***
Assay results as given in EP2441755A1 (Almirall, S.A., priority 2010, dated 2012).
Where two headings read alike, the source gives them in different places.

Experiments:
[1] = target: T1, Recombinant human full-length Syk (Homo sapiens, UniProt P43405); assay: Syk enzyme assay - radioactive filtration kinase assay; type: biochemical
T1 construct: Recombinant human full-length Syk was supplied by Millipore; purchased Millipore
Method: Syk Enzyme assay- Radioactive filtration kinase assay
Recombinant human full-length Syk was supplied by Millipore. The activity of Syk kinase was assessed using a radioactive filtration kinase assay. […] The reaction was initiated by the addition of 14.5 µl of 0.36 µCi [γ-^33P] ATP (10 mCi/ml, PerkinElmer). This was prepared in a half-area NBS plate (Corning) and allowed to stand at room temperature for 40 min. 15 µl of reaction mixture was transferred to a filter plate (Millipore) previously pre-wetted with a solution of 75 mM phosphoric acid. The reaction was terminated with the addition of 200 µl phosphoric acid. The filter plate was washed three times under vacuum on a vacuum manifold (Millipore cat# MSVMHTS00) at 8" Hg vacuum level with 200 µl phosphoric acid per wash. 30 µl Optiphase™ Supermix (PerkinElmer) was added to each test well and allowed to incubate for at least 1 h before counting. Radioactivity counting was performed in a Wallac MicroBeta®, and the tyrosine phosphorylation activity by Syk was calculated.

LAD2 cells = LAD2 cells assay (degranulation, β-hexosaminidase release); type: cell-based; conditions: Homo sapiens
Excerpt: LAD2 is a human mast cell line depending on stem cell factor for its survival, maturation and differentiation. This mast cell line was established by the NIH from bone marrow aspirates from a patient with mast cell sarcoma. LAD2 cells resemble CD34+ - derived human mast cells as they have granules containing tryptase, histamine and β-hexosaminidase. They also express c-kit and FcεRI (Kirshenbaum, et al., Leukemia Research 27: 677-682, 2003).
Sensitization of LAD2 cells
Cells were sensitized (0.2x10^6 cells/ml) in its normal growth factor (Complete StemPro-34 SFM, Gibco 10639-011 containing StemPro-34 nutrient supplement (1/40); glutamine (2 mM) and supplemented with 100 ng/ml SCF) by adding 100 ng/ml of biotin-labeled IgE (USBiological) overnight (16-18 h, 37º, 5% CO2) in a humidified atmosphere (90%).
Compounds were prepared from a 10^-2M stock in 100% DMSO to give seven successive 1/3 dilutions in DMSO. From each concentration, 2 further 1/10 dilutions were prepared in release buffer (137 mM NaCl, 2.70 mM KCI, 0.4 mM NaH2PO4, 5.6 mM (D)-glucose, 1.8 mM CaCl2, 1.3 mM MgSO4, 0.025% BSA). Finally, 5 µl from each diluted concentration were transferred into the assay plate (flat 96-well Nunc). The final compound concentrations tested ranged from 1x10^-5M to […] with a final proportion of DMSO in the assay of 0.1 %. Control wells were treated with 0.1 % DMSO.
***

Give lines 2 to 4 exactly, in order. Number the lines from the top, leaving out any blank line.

Where two headings read alike, the source gives them in different places.

Experiments:
[1] = target: T1, Recombinant human full-length Syk (Homo sapiens, UniProt P43405); assay: Syk enzyme assay - radioactive filtration kinase assay; type: biochemical